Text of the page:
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Think Big, Drive Forward: Inspiration From The Grace Hopper Celebration For Women In Computing

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Facebook COO and author of Lean In, Sheryl Sandberg kicked off the Grace Hopper Celebration for Women in Computing in Minneapolis by asking the 4,600 women in attendance one question: “What would you do if you weren’t afraid?”

That question is at the heart of Lean In.

This is not like any conference I’ve ever attended. The expo hall is filled with healthy snacks. There is onsite childcare and there are rooms for nursing mothers. Here, men are the minority. Sandberg, addressing the audience, acknowledged the men in the room, half-jokingly stating, “Any men here today get a pass for the inevitable revolution.”

Getting more women into tech has been a topic on the minds of many, and one that is especially important to me. I’ve worked the issue into my talks at previous OpenStack Summits and Cloud Expo. Statistic after statistic indicates that we’re facing a tech talent shortage. One way to help fill that gap is to fill those roles with women and minorities. During the Grace Hopper keynote, speakers shared research showing that while women make up 51 percent of the population, they account for just 23 percent of the technical workforce, even though 80 percent of the time they’re making the purchase decisions. Diverse teams, they said, also innovate better.

After the keynote, I headed to the Senior Women in Computing Networking Lunch. As I looked around the table staring at name tags and titles, I felt honored to be included, as I’m not in a management role, nor do I have a fancy three-letter acronym in my title. The panel was hosted by Barbara Gee, Vice President of Programs at the Anita Borg Institute. She was joined by Julie Larson-Green, Executive Vice President at Microsoft, and Susan Wojcicki, Senior Vice President for Ads and Commerce at Google.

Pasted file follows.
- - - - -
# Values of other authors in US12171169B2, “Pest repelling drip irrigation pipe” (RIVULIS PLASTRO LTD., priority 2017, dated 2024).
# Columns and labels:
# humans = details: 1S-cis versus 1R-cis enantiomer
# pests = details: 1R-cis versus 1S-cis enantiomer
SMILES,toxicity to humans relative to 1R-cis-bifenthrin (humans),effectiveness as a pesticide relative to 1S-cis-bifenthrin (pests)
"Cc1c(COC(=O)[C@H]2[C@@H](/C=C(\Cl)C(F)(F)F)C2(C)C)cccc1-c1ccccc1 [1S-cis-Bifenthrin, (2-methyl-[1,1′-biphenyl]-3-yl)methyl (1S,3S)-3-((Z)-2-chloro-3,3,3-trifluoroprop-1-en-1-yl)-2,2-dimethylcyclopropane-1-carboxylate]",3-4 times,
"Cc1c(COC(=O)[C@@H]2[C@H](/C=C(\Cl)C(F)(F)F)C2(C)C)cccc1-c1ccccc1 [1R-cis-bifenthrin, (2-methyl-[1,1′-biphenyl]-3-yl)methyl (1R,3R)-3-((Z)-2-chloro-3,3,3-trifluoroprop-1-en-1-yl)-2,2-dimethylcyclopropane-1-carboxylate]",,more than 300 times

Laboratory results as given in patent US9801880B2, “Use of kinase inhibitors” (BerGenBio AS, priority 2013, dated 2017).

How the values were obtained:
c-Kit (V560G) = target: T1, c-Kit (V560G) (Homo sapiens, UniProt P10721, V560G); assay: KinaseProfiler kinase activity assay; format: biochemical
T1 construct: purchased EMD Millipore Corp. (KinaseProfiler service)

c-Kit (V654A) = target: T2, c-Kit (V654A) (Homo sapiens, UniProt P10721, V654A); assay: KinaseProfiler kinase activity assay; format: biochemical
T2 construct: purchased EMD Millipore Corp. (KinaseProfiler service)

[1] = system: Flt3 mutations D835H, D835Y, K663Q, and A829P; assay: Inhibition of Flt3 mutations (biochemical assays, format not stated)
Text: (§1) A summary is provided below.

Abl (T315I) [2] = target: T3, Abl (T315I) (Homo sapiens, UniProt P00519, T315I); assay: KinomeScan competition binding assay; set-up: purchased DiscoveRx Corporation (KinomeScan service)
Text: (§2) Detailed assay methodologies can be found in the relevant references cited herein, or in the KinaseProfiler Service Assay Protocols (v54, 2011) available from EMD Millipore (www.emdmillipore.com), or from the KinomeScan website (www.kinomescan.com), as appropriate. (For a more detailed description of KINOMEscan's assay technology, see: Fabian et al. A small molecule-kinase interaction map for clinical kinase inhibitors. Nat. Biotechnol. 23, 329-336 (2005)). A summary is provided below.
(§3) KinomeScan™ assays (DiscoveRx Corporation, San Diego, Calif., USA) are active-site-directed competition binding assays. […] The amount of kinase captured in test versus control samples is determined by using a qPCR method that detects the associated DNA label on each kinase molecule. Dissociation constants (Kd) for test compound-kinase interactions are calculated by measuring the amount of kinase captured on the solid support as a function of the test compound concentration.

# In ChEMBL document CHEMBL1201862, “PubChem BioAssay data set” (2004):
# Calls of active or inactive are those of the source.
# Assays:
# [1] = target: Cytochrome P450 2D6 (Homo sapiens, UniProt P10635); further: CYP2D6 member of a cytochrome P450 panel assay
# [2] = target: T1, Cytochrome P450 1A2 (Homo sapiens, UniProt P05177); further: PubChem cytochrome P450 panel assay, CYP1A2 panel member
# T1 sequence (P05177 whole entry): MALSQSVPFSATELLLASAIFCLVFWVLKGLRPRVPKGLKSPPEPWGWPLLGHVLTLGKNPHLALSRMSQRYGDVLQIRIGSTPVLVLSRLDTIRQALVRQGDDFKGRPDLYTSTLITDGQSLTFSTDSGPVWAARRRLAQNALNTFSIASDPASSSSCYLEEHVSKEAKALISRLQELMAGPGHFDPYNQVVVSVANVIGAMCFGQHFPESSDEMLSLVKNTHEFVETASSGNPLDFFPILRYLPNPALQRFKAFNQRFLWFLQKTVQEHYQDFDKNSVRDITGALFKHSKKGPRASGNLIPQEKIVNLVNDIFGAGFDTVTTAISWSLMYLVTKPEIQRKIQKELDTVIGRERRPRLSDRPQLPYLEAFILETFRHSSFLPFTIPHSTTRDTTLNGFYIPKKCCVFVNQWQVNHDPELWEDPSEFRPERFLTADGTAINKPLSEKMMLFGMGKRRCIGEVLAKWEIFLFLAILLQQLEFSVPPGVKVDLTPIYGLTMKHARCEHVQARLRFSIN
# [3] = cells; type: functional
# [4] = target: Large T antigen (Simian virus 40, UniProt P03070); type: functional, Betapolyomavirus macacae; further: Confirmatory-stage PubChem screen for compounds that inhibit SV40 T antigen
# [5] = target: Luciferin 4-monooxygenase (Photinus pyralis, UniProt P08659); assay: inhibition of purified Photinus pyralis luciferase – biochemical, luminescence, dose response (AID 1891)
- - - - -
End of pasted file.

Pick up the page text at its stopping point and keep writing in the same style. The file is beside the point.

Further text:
Here are the top 10 words of wisdom from Julie and Susan, the top technical women at Google and Microsoft, respectively:

  1. You have to be persistent and confident. Sometimes that means not taking “no” for an answer.
  2. You have to be willing to try anything. Men apply for jobs when they meet 60 percent of the criteria. Women wait until they feel they meet 100 percent of the criteria.
  3. You must be willing to complete work that isn’t always 100 percent.
  4. Find a mentor and/or a sponsor. They can be in your organization or in your industry.
  5. Be willing to listen. This means listening to your gut, listening to feedback even when it’s difficult, and listening to others. Everyone wants to be heard and understood.
  6. Have passion for what you do. Following passion is a good way to advance your career.
  7. Find work-life balance that works for you. This might mean setting expectations with your team about when you will be available, with exceptions, of course.
  8. Be true to yourself. Everyone has a platform now. Get your voice out there. If you’re in a position to help by being a mentor or a sponsor, do it!
  9. Do what scares you. Take the job that scares you the most. These are the roles that will challenge you and keep you on a path to growing personally and professionally.
  10. Think on the edge. One of the panelists talked about reverse engineering a team, where one man would work on a team with nine women.

On another note, if you’re lucky enough to have technical women working for your company, keep them happy! The expo hall is full of companies here specifically to recruit women; not because they want to fill some kind of gender quota, but because they know that bringing more women in will help them be more innovative and create products and services that women will want to use. Lucky for me, Rackspace understands that! I love Rackspace, and am happily employed alongside amazing women. Did I mention we’re hiring?

If you’re at Grace Hopper, you can find me at the Rackspace booth in the expo hall or tweet me at @nikiacosta.

About the Author

This is a post written and contributed by Niki Acosta.

Niki Acosta is Product Evangelist for Rackspace Private Cloud. A Racker since 2008, she had held numerous roles throughout the organization and across many different products in the Rackspace portfolio. Prior to joining the Private Cloud team, Niki was responsible for training and sales enablement for the Rackspace Public Cloud products. A frequent speaker, tweeter and blogger, Niki has become a recognized name in the cloud industry.


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  • Sharon Jauer Durham

    And we love you Niki!

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